Q. I always thought hot flashes were a woman’s problem. Ever since treatment for prostate cancer I have suffered with hot flashes day and night.
My wife says I can now appreciate how miserable she was during menopause. My doctor has not been very helpful. Is there anything I can take to ease these hot flashes?
A. Hot flashes seem to be related to changes in hormone levels, but the exact mechanism is mysterious. Doctors have had some success easing them with non-hormonal approaches. These include antidepressants like Paxil (paroxetine) and Effexor (venlafaxine). They have also experimented with the anti-seizure drug Neurontin (gabapentin).
Other options may include female hormones (low-dose estrogen or medroxyprogesterone). Side effects, such as blood clots and weight gain may be a problem. Acupuncture and St. John’s wort may also be helpful. Whatever treatment you consider, please find a physician who is understanding and knowledgeable about this uncomfortable condition.
Q. My doctor has had me on Crestor, Mevacor, Vytorin and Pravachol to lower cholesterol. Each of these drugs gave me such severe muscle aches and pain in my thighs that I could hardly walk. The doctor said my pain has nothing to do with the cholesterol medicine, but I have seen warnings about this on TV commercials.
Why can’t doctors listen? He has put me on one statin after the other with the exact same results. Isn’t there some other way to lower cholesterol?
A. Physicians are enthusiastic about statin-type drugs such as Lipitor, Zocor and the medicines you have taken because they are so effective. Some people are very sensitive to muscle pain and weakness, however, even if blood tests are normal.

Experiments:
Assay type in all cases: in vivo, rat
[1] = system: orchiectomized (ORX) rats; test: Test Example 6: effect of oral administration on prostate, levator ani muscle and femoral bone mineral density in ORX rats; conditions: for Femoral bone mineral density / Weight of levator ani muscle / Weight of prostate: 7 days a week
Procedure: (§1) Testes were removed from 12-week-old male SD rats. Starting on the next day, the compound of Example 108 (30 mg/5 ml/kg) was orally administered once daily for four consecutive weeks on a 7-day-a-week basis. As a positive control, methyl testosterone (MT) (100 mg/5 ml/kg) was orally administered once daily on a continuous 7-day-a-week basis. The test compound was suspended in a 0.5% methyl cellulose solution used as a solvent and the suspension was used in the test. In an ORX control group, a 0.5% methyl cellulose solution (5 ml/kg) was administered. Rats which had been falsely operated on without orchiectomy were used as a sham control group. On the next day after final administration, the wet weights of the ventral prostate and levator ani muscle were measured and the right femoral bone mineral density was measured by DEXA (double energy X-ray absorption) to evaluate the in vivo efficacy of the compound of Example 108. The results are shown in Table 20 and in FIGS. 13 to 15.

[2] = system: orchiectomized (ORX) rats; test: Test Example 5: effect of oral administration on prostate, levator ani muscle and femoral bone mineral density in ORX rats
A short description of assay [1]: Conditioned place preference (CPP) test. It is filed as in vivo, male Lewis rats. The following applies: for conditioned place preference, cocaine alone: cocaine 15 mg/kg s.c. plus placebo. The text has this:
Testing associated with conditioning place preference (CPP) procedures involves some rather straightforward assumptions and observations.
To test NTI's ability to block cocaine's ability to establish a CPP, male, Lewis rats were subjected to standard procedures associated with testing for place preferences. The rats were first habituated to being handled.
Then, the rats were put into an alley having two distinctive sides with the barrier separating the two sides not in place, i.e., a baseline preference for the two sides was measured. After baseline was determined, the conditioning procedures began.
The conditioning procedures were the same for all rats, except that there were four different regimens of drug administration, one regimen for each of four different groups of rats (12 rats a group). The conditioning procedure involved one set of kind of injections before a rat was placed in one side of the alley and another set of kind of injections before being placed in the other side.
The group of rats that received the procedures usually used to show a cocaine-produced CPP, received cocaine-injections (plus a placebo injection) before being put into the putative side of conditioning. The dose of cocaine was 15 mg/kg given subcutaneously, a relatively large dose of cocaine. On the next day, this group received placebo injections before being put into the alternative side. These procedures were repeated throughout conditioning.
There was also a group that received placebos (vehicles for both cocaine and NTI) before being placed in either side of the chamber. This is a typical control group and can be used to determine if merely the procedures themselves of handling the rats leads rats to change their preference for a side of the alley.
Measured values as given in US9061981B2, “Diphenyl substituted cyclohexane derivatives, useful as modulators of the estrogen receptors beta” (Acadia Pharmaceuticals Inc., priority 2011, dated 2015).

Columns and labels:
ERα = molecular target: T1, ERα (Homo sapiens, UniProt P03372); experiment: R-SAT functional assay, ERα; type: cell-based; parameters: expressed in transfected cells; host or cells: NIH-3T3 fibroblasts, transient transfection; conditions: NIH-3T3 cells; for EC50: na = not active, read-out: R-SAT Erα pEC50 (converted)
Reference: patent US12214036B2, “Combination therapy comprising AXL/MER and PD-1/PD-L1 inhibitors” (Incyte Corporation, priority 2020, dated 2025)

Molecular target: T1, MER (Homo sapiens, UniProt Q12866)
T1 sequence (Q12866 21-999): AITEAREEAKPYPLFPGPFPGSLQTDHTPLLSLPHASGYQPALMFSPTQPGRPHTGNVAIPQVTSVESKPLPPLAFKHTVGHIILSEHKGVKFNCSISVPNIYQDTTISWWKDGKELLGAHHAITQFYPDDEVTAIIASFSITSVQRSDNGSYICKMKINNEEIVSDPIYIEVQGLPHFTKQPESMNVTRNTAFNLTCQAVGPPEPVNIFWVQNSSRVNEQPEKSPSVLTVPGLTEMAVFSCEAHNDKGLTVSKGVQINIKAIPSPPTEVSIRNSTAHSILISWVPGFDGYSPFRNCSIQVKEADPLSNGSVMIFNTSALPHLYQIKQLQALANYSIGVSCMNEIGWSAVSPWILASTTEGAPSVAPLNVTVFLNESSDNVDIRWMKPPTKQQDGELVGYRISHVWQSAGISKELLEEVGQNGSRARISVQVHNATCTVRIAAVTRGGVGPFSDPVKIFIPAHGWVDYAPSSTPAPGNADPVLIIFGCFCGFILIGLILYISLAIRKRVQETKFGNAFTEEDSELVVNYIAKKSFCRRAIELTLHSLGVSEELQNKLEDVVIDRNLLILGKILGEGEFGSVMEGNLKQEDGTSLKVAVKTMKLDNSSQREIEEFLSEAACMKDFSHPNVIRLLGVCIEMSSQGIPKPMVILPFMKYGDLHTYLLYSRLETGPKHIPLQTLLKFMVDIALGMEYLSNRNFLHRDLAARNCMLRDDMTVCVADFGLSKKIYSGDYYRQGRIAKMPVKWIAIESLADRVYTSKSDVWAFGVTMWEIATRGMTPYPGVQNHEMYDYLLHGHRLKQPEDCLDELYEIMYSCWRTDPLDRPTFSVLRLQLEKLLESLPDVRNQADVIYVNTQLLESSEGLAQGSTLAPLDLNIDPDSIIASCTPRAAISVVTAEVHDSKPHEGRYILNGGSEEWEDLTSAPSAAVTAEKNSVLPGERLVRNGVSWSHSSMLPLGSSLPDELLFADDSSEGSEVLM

There are many non-statin solutions to the cholesterol quandary. Ask your doctor to help you find one. You should not have to suffer to get your cholesterol levels under control.

Q. I am a healthy 47-year-old woman in a good marriage. But for the past five years, I have had very little sexual desire and it is becoming an issue. What can you recommend to stimulate libido?

A. Ask your physician if it is possible to get an assessment of estrogen, testosterone and thyroid hormones. If they are out of balance, libido can suffer.
If testosterone levels are low, taking this male hormone can improve sex drive. Too much, however, can cause several side effects including acne, facial hair and voice changes.
We are sending you our Guides to Female Sexuality and Treating Sexual Dysfunction for more information on testosterone and other approaches to this serious problem. Anyone who would like copies, please send $3 in check or money order with a long (no. 10) stamped (63 cents), self-addressed envelope: Graedons’ The People’s Pharmacy®, No. PZ-9, P. O. Box 52027, Durham, NC 27717-2027.
Q. You sounded lukewarm recently in response to a question about the nasal spray Astelin. I am allergic to nearly everything and suffered unbelievably before Astelin. My allergist explained that one of the chief benefits of a nasal antihistamine is that it attacks the allergies where they attack us: in our noses. No OTC medication, not Claritin, pseudoephedrine, nor anything else works as well for my allergies as Astelin.
A. We’re delighted you got such benefit. Some people experience side effects such as bitter taste, drowsiness or headache.

Join Over 52,000 Subscribers at The People's Pharmacy

Each week we send two newsletters with breaking health updates, prescription drug interaction information, home remedies and our award-winning radio program. Join our mailing list and get the information you need to make confident choices about your health.

What Do You Think?

Share your thoughts with others, but be mindful of protecting your own and others' privacy. Not all comments will be posted. Advice from web visitors is not a substitute for medical attention. Do not stop any medicine without checking with the prescriber. In posting a comment, you agree to our commenting policy and website terms and conditions.